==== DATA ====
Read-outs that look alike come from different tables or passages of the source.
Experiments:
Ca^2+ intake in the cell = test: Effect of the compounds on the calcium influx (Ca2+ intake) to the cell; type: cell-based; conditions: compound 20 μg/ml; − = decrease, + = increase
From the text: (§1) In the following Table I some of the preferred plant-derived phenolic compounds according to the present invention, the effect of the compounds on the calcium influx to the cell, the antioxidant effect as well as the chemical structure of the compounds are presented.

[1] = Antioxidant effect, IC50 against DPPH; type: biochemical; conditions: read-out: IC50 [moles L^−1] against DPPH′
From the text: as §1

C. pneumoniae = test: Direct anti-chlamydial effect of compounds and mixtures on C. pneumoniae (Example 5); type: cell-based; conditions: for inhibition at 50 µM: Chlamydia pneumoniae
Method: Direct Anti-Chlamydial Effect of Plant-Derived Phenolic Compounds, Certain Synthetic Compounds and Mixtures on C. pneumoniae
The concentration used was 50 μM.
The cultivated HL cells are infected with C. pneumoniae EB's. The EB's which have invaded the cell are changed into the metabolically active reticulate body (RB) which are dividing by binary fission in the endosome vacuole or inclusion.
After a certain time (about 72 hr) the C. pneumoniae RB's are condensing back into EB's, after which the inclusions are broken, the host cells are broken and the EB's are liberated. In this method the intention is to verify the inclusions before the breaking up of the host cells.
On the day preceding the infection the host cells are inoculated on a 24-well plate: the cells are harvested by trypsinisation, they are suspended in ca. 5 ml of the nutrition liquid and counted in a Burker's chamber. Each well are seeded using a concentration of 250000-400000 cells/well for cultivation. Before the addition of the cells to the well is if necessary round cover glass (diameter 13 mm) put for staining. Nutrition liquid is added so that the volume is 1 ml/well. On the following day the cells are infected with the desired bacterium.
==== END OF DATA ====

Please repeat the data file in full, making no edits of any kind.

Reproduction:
Read-outs that look alike come from different tables or passages of the source.
Experiments:
Ca^2+ intake in the cell = test: Effect of the compounds on the calcium influx (Ca2+ intake) to the cell; type: cell-based; conditions: compound 20 μg/ml; − = decrease, + = increase
From the text: (§1) In the following Table I some of the preferred plant-derived phenolic compounds according to the present invention, the effect of the compounds on the calcium influx to the cell, the antioxidant effect as well as the chemical structure of the compounds are presented.

[1] = Antioxidant effect, IC50 against DPPH; type: biochemical; conditions: read-out: IC50 [moles L^−1] against DPPH′
From the text: as §1

C. pneumoniae = test: Direct anti-chlamydial effect of compounds and mixtures on C. pneumoniae (Example 5); type: cell-based; conditions: for inhibition at 50 µM: Chlamydia pneumoniae
Method: Direct Anti-Chlamydial Effect of Plant-Derived Phenolic Compounds, Certain Synthetic Compounds and Mixtures on C. pneumoniae
The concentration used was 50 μM.
The cultivated HL cells are infected with C. pneumoniae EB's. The EB's which have invaded the cell are changed into the metabolically active reticulate body (RB) which are dividing by binary fission in the endosome vacuole or inclusion.
After a certain time (about 72 hr) the C. pneumoniae RB's are condensing back into EB's, after which the inclusions are broken, the host cells are broken and the EB's are liberated. In this method the intention is to verify the inclusions before the breaking up of the host cells.
On the day preceding the infection the host cells are inoculated on a 24-well plate: the cells are harvested by trypsinisation, they are suspended in ca. 5 ml of the nutrition liquid and counted in a Burker's chamber. Each well are seeded using a concentration of 250000-400000 cells/well for cultivation. Before the addition of the cells to the well is if necessary round cover glass (diameter 13 mm) put for staining. Nutrition liquid is added so that the volume is 1 ml/well. On the following day the cells are infected with the desired bacterium.